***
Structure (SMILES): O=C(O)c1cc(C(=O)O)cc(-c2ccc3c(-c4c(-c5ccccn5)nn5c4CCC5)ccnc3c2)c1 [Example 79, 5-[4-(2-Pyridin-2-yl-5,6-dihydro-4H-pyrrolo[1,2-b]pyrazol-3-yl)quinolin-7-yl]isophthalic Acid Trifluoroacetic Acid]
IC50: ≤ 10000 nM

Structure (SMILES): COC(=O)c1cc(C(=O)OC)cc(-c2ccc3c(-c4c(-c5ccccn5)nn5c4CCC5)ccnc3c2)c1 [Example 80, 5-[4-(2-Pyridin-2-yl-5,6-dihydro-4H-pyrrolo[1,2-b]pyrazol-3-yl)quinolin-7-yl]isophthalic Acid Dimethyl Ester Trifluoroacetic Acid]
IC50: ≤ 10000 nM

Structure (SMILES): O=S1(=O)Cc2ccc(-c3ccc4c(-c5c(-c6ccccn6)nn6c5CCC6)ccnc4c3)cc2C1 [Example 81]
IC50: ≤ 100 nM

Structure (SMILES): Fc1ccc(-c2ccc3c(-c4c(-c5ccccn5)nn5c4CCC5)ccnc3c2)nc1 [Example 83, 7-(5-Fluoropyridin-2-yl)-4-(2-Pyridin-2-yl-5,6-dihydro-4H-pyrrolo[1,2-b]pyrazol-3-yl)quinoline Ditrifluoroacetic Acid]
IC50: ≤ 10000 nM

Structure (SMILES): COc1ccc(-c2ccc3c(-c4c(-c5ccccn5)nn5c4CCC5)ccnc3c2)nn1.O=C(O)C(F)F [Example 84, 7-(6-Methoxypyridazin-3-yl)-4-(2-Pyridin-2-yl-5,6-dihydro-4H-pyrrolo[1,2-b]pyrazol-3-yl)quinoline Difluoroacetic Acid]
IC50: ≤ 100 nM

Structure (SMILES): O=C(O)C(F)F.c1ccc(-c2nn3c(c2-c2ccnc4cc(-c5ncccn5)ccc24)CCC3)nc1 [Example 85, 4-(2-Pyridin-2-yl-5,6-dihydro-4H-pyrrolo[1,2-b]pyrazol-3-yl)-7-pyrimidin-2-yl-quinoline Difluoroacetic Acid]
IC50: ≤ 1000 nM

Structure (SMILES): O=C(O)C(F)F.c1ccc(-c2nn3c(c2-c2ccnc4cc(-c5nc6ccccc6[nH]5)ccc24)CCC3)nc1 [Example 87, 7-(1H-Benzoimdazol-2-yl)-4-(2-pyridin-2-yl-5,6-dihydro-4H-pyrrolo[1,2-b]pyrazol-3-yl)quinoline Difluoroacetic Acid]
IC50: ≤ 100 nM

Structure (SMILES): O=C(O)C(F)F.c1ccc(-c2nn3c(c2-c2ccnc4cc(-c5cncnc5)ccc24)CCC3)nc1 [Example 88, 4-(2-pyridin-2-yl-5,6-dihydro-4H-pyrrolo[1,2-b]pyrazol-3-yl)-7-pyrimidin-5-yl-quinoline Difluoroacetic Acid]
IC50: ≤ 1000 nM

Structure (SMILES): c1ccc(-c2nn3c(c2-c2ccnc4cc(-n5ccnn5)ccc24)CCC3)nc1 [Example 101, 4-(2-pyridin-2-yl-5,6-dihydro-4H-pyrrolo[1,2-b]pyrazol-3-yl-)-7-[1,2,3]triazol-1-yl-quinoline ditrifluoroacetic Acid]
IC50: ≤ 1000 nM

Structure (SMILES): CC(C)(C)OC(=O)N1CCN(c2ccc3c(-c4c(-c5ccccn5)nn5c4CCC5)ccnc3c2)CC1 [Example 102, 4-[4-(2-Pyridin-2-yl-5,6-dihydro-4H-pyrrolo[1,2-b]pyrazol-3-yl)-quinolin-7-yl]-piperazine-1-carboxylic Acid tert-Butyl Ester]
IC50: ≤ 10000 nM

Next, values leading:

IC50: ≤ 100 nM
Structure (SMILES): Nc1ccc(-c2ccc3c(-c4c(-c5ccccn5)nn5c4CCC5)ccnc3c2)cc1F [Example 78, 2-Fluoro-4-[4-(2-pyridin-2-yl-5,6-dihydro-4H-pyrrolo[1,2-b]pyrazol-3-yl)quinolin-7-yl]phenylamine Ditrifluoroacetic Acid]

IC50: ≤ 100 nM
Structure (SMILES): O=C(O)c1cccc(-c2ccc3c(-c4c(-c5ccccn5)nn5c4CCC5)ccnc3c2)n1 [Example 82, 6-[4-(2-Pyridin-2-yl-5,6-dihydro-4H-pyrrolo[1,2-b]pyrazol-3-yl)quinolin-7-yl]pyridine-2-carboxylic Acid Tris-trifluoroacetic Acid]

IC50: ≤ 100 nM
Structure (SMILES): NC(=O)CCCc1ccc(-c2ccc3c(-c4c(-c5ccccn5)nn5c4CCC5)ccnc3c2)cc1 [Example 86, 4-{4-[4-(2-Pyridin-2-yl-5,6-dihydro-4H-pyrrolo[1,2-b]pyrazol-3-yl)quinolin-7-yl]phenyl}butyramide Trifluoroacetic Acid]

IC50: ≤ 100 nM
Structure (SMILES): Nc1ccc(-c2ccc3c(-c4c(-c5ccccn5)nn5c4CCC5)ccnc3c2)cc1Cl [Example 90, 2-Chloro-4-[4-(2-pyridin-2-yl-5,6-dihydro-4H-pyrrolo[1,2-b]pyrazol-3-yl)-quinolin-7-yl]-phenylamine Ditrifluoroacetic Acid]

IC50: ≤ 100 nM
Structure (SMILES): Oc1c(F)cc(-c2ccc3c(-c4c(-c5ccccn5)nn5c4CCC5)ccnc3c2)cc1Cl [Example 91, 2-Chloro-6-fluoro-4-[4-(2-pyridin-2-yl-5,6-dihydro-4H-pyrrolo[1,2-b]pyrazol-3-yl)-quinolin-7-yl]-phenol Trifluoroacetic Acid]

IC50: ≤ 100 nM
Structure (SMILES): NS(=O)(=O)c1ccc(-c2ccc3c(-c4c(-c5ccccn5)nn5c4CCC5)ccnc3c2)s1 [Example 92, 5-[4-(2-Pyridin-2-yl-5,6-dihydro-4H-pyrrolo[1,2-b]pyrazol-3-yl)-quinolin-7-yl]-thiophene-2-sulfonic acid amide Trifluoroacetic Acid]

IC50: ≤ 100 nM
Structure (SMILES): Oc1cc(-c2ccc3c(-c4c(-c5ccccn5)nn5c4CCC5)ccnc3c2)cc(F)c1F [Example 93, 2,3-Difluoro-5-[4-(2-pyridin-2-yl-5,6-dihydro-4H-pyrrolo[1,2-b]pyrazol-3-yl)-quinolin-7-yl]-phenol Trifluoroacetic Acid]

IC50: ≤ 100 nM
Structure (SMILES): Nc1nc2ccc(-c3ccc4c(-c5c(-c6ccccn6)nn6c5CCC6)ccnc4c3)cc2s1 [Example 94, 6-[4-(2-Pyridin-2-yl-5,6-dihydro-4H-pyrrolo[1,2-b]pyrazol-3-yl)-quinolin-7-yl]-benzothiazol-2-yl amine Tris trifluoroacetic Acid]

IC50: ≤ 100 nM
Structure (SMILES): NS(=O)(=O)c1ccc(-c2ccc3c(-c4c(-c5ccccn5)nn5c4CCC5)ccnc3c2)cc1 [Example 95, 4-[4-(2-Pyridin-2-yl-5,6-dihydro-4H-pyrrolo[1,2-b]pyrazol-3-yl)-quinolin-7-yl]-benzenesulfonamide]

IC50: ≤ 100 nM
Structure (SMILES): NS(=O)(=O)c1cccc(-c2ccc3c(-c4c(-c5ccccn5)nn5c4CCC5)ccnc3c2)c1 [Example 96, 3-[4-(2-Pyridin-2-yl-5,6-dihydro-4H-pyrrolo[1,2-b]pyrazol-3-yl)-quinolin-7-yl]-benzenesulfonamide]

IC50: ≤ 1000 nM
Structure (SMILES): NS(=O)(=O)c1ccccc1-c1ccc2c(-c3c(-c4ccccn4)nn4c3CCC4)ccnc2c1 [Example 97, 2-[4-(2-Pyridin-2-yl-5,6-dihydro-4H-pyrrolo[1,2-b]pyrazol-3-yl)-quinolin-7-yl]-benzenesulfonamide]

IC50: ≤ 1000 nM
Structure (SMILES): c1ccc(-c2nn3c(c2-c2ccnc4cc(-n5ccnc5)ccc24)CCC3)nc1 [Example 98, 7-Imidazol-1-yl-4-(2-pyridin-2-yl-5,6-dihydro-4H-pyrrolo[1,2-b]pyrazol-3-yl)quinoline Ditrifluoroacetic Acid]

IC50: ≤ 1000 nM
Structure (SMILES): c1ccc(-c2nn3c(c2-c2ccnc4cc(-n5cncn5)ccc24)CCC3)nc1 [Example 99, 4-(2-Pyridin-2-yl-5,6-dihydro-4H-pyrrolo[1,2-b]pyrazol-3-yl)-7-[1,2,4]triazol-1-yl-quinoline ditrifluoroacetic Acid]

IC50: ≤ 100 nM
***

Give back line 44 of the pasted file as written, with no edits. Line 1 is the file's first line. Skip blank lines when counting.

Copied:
IC50: ≤ 1000 nM